Karl Lagerfeld conjured the spirit of Versailles for Chanel Tuesday in a glamorous procession of feathers, faux-tweed, rips and lace, while at Valentino the mood was all delicate, diaphanous romance.
Under the vast glass domes of Paris' Grand Palais exhibition hall, models walked out on white gravel between fountains and black rock "hedges", a wintry French garden effect to showcase Chanel's ready-to-wear look for next summer.
Actress Keira Knightley and singers Lily Allen and Courtney Love were among the famous faces who graced the front rows as the hall filled with a symphonic orchestra's renditions of pop anthems from Bjork to Oasis.
"It's Versailles. It's - quote - 'dead French'," the designer quipped after the show.
Models wore silver or gold platform ankle boots or platform sandals that morphed into black leather thigh boots, their hair pulled back into slick pony tails or cut short and boyish.
Chanel classics were there - but sexed-up and revisited - like faux-tweed skirt suits in pastel yellow and pink, or jackets twinned with risque mini-shorts in black, ivory or lime green.
A navy blue knitted dress flowed into a see-through pencil skirt that left the top of the thighs - and even a bit more - completely bare.
Ostrich feathers puffed out a jacket, spiced up the hem of a tweed-effect dress, or clothed a model head to toe, in a coral sleeveless dress that swept caressingly around the legs.
Both the decor and feathers, Lagerfeld said, were a tribute to the enigmatic 1961 film "Last Year in Marienbad", set partly in a French chateau garden, for which Coco Chanel designed the costumes.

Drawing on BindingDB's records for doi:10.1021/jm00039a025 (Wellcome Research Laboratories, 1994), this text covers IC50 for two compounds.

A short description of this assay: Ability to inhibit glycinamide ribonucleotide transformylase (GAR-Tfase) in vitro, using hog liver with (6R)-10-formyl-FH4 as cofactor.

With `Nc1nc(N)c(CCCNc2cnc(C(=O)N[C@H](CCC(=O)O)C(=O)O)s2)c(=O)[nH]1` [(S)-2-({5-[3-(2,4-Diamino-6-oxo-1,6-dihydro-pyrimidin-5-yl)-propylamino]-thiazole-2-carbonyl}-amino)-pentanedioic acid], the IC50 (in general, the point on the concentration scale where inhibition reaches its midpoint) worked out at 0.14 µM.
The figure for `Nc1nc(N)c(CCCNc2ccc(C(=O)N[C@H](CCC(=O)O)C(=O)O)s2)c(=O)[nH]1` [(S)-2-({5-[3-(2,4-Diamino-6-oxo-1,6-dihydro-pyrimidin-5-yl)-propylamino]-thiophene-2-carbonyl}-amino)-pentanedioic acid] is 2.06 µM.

Dayside fabrics were given a roughing-up, with ripped holes piercing black and white jackets, while a baby-pink satin dress had rectangular panels of slashed strips like shredded paper.
Skinny grey jeans had ripped featuring too, creating tiny holes that gave a peek at the pink or yellow underneath.
"Fashion changes, fabrics change - that's what is fascinating. But there has to be a certain mystery in novelty," Lagerfeld told reporters of the show's trompe l'oeil tweed, rips and other quirks.
For evening, Chanel's trademark black was back en force, with 1980s top model and former face of Chanel, Ines de la Fressange, closing the display in a black lace gown of opaque and see-through stripes.
"We've seen enough of 15-year-old Russians," he told AFP after the show. "Fashion shouldn't be reserved to teenagers."
There was not a pair of pants in sight at Valentino, where a diaphanous blouse was the starting point for an ultra-feminine summer look that layered organza, tulle and chiffon in subtle, tone-on-tone plays on transparency.
Walking in step to an electro version of Samuel Barber's "Adagio for Strings", the models wore romantic knee-length dresses, or jackets paired with shorts and skirts - all variations on a vintage blouse.
Cut sleek and close to the body, light-as-air knee-length dresses layered sheer organza, flecked with delicate polka dots in black and white, over caramel or dusty pink petticoats to create a sensual nude effect.
Collars were modestly high, fastened by small ribbon bows, flounced, or rounded with fine black hemming, while sleeves were either short, with flounces, or long and draped over the wrists.
Hair was loosely plaited, there were gentle ruches at the breast, wrists and shoulders, while elegant closed-toe heels in nude pink or sand completed the look imagined by designer duo Maria Grazia Chiuri and Pier Paolo Piccioli.
Mini-shorts - a strong trend this season - were black silk, overlaid with a sheer black blouse with a tiny leather handbag, or cut from a denim effect fabric, with red stitching and matching double-breasted jacket.
Come cocktail time, there were intricately embroidered dresses, with a black organza knee-length skirt and long-sleeved top in white.
And for evening the dresses - still sheer white or black see-through over caramel - grew long, diaphanous skirts, ornate flounces and details like an organza flower adorning one shoulder.Reuse content